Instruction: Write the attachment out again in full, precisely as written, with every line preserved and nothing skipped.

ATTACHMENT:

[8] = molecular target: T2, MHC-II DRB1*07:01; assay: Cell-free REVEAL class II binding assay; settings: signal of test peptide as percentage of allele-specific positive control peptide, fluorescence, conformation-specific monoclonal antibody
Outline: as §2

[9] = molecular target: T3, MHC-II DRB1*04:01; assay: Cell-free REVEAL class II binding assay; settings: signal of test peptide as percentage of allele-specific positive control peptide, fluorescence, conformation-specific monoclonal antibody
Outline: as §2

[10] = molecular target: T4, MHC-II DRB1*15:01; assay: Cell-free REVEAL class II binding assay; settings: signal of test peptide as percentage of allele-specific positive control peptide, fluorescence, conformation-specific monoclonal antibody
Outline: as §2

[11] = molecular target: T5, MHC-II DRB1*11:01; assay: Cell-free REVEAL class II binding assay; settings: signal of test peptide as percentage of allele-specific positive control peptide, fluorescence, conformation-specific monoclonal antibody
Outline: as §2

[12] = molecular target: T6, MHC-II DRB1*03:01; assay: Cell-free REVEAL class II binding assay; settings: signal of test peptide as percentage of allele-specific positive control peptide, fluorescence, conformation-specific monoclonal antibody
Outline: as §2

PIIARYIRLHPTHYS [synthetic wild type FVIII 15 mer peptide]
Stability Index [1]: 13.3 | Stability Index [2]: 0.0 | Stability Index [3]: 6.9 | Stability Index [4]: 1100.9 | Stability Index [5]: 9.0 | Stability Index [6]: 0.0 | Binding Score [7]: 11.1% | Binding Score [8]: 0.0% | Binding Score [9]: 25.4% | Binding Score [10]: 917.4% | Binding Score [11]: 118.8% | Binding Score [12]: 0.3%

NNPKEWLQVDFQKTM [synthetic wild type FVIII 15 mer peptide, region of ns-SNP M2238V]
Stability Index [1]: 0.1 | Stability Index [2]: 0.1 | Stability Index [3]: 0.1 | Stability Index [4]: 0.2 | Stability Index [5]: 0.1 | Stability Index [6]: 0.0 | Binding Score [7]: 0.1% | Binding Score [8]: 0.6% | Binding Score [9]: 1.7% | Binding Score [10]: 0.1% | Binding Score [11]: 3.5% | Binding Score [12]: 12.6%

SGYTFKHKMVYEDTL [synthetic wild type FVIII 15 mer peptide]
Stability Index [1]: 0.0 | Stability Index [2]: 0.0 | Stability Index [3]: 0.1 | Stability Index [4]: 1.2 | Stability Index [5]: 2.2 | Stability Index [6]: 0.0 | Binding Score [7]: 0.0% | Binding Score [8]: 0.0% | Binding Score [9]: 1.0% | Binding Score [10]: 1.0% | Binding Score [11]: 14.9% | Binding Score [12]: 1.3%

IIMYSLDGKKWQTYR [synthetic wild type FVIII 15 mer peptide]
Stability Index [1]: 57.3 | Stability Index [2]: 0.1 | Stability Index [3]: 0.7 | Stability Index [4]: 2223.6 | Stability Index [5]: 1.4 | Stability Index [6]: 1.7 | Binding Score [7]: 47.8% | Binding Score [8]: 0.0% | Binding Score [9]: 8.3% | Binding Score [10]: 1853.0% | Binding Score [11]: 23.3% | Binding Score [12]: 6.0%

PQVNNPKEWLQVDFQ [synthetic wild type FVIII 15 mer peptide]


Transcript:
[8] = molecular target: T2, MHC-II DRB1*07:01; assay: Cell-free REVEAL class II binding assay; settings: signal of test peptide as percentage of allele-specific positive control peptide, fluorescence, conformation-specific monoclonal antibody
Outline: as §2

[9] = molecular target: T3, MHC-II DRB1*04:01; assay: Cell-free REVEAL class II binding assay; settings: signal of test peptide as percentage of allele-specific positive control peptide, fluorescence, conformation-specific monoclonal antibody
Outline: as §2

[10] = molecular target: T4, MHC-II DRB1*15:01; assay: Cell-free REVEAL class II binding assay; settings: signal of test peptide as percentage of allele-specific positive control peptide, fluorescence, conformation-specific monoclonal antibody
Outline: as §2

[11] = molecular target: T5, MHC-II DRB1*11:01; assay: Cell-free REVEAL class II binding assay; settings: signal of test peptide as percentage of allele-specific positive control peptide, fluorescence, conformation-specific monoclonal antibody
Outline: as §2

[12] = molecular target: T6, MHC-II DRB1*03:01; assay: Cell-free REVEAL class II binding assay; settings: signal of test peptide as percentage of allele-specific positive control peptide, fluorescence, conformation-specific monoclonal antibody
Outline: as §2

PIIARYIRLHPTHYS [synthetic wild type FVIII 15 mer peptide]
Stability Index [1]: 13.3 | Stability Index [2]: 0.0 | Stability Index [3]: 6.9 | Stability Index [4]: 1100.9 | Stability Index [5]: 9.0 | Stability Index [6]: 0.0 | Binding Score [7]: 11.1% | Binding Score [8]: 0.0% | Binding Score [9]: 25.4% | Binding Score [10]: 917.4% | Binding Score [11]: 118.8% | Binding Score [12]: 0.3%

NNPKEWLQVDFQKTM [synthetic wild type FVIII 15 mer peptide, region of ns-SNP M2238V]
Stability Index [1]: 0.1 | Stability Index [2]: 0.1 | Stability Index [3]: 0.1 | Stability Index [4]: 0.2 | Stability Index [5]: 0.1 | Stability Index [6]: 0.0 | Binding Score [7]: 0.1% | Binding Score [8]: 0.6% | Binding Score [9]: 1.7% | Binding Score [10]: 0.1% | Binding Score [11]: 3.5% | Binding Score [12]: 12.6%

SGYTFKHKMVYEDTL [synthetic wild type FVIII 15 mer peptide]
Stability Index [1]: 0.0 | Stability Index [2]: 0.0 | Stability Index [3]: 0.1 | Stability Index [4]: 1.2 | Stability Index [5]: 2.2 | Stability Index [6]: 0.0 | Binding Score [7]: 0.0% | Binding Score [8]: 0.0% | Binding Score [9]: 1.0% | Binding Score [10]: 1.0% | Binding Score [11]: 14.9% | Binding Score [12]: 1.3%

IIMYSLDGKKWQTYR [synthetic wild type FVIII 15 mer peptide]
Stability Index [1]: 57.3 | Stability Index [2]: 0.1 | Stability Index [3]: 0.7 | Stability Index [4]: 2223.6 | Stability Index [5]: 1.4 | Stability Index [6]: 1.7 | Binding Score [7]: 47.8% | Binding Score [8]: 0.0% | Binding Score [9]: 8.3% | Binding Score [10]: 1853.0% | Binding Score [11]: 23.3% | Binding Score [12]: 6.0%

PQVNNPKEWLQVDFQ [synthetic wild type FVIII 15 mer peptide]